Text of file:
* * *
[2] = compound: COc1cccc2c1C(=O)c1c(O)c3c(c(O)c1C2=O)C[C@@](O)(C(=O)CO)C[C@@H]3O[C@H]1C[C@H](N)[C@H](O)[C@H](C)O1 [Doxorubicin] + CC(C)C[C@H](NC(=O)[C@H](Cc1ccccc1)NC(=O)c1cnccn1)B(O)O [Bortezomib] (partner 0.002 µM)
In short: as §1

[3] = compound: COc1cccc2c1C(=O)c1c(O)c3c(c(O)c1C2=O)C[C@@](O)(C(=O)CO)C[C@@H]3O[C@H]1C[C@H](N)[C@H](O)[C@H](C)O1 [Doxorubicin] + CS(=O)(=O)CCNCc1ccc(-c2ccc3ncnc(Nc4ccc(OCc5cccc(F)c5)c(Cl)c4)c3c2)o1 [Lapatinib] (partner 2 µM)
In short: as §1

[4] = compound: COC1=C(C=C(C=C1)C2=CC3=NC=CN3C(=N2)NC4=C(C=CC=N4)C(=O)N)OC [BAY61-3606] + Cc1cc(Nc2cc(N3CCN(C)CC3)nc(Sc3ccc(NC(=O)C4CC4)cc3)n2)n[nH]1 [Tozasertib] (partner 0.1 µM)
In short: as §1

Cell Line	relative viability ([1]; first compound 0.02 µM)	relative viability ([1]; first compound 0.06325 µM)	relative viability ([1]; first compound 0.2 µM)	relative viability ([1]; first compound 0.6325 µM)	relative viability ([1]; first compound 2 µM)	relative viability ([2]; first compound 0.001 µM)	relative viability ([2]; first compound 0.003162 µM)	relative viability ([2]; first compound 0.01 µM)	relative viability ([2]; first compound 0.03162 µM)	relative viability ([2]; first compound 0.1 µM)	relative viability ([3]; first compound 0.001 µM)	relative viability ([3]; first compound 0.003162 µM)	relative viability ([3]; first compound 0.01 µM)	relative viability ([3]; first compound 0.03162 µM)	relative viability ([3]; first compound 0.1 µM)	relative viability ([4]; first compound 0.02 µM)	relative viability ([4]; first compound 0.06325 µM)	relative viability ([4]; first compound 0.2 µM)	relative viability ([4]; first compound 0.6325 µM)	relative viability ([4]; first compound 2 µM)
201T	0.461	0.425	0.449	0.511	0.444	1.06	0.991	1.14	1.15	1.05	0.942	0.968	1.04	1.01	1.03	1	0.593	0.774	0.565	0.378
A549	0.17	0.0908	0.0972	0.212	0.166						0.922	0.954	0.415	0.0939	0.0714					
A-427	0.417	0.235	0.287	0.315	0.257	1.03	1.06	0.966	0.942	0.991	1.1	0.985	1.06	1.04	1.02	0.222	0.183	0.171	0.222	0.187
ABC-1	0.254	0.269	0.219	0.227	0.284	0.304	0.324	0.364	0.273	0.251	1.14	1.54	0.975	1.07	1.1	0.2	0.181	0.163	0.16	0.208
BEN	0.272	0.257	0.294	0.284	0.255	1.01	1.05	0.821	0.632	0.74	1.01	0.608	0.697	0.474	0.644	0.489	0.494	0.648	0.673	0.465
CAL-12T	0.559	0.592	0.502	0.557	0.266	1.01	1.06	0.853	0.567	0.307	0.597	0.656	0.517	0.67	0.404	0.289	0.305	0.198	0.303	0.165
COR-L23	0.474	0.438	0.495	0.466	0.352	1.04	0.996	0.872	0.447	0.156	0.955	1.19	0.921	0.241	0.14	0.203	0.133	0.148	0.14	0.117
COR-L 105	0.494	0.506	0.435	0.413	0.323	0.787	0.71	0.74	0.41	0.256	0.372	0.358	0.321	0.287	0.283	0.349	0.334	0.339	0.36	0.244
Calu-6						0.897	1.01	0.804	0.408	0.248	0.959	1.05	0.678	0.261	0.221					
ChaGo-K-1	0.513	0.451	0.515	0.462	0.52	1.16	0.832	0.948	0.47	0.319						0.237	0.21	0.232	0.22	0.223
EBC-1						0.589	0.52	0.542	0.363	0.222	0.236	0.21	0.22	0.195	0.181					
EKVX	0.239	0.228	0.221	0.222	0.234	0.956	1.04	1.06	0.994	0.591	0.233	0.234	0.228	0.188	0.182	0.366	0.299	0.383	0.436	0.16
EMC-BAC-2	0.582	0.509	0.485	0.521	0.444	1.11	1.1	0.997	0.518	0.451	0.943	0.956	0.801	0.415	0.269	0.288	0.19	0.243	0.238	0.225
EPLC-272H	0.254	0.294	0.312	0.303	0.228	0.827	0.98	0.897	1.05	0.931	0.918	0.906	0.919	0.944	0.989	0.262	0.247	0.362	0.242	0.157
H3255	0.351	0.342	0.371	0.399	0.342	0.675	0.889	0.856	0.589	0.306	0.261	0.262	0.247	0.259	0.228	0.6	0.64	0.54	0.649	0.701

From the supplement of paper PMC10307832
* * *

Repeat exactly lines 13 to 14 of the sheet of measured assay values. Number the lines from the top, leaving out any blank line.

CAL-12T	0.559	0.592	0.502	0.557	0.266	1.01	1.06	0.853	0.567	0.307	0.597	0.656	0.517	0.67	0.404	0.289	0.305	0.198	0.303	0.165
COR-L23	0.474	0.438	0.495	0.466	0.352	1.04	0.996	0.872	0.447	0.156	0.955	1.19	0.921	0.241	0.14	0.203	0.133	0.148	0.14	0.117